Flow parallel to the beach. They range in speed from fast-flowing to subtle movement. These currents pose little threat to the average swimmer, but weaker swimmers can be pulled into rip currents and heavy surf simply by the force of lateral currents
Undertow usually occurs with high tides on beaches that rise sharply away from the water’s edge. Backwash occurs when the water remaining on the beach returns forcefully to the surf beneath later incoming waves. It is particularly dangerous for small children playing near the water’s edge. Even in the short distance between breaking waves and deep water, backwash is powerful enough to knock people off their feet.
Shore Break can occur at high tide when heavy surf conditions cause large waves to break on the beach with little or no water under them. Shore break can be particularly dangerous to a swimmer who is caught in such a wave because the wave can slam the swimmer on the beach, causing injury. Shore break is the most frequent cause of serious back, neck and shoulder injuries at the beach. Avoid body surfing during shore break conditions.
Nantucket Swimming Safety Advice
Beach Access Location Number and Signs
When you arrive at the beach – note your Beach Access Location Number which will be posted at the beach entrance. In case of emergency, when calling for assistance, give the operator this Beach Access Location Number so emergency vehicles can find you quickly.
Can cause serous injuries or drowning
Sudden Drop Off
Bottom drops off abruptly, You Could drown.
Waves break in shallow water, serious injuries could occur, even in small surf
You could be swept away from shore and could drown
Stings are painful, stay out of the water
If in doubt, Don’t go out.
- Never swim alone – use the buddy system.
- Don’t overestimate your swimming ability, especially early in the summer when the water is cold. Swimming ability is severely decreased in cold water.
- Judge your ability to participate in beach activities based on your swimming skills without the assistance of rafts and other flotation devices.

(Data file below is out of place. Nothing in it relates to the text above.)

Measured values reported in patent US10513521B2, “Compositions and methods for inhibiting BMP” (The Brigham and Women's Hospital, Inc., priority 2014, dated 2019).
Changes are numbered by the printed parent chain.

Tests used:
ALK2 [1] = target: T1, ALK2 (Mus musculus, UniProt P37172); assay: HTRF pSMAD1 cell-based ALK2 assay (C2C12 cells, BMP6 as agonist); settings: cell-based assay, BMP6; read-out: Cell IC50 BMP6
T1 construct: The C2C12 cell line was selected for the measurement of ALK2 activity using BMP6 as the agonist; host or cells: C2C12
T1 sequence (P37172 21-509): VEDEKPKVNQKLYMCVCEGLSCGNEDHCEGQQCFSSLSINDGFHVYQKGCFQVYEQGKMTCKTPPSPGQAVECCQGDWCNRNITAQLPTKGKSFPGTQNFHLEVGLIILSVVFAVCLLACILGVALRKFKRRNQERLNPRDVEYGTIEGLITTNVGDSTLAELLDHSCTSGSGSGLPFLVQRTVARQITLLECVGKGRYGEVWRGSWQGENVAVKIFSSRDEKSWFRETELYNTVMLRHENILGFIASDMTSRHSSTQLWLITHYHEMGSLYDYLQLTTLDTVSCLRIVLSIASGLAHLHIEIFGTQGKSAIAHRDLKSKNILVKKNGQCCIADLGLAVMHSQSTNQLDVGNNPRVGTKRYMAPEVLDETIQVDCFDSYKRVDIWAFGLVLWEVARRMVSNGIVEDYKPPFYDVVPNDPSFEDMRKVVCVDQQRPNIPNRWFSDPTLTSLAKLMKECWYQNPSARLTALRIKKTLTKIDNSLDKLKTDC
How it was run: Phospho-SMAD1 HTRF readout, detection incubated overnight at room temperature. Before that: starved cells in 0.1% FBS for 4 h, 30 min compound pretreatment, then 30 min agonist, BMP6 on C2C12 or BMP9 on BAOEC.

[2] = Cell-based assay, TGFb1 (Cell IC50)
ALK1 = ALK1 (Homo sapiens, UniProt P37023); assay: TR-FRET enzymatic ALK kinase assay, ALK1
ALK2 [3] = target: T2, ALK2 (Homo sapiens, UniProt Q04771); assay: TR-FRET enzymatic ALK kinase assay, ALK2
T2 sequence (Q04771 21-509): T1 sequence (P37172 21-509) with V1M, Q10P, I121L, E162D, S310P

- Never dive into shallow water, or water of unknown depth.
- If you are confronted by a large wave and there is not enough time to get away from it, try to dive underneath the wave. Keep your body as low as possible until the wave passes over you. Timing is important, dive into the base of the wave just before it breaks. Do not dive if the water is too shallow – instead crouch and keep a low body profile.
- If caught in rip currents, relax and swim toward the shore at a 45-degree angle until you are free of the current. If the rip currents are strong, swim parallel with the shoreline in the same direction as the littoral current and then swim diagonally toward the shore. If you are not able to swim out of the currents, call or wave for help.
- When body surfing, do not ride waves in a straight line toward shore. Instead, surf at an angle to the waves. Stay away from the white water in the wave center to avoid going “over the falls.”
- Never swim while intoxicated. Alcohol impairs judgement, unnecessary risks are taken and a swimmer will tire more easily, increasing the chance of an accident.
Rules & Regulations
- Take direction from lifeguards at all times
- Floatation devices allowed at lifeguard’s discretion
- No un-leashed dogs are allowed
- No fishing
- No kite flying
- No vehicles allowed
- No open fires
- No alcohol
- No beach holes deeper than the patrons waist. Please fill in your hole before you leave.
- Long Whistle
Emergency, Exit the water
- Short Whistles
Lifeguard needs your attention, Follow directions.
Nantucket’s beaches are a treasure for residents and visitors alike to enjoy. Beach vehicle drivers must help ensure that Nantucket’s fragile ecosystem remains healthy and strong by following the Town’s beach access and driving rules and regulations. All beach vehicles must have an annual sticker issued by the Town of Nantucket. For more information on how to obtain a beach sticker and on the rules and regulations of beach vehicle driving, please click here.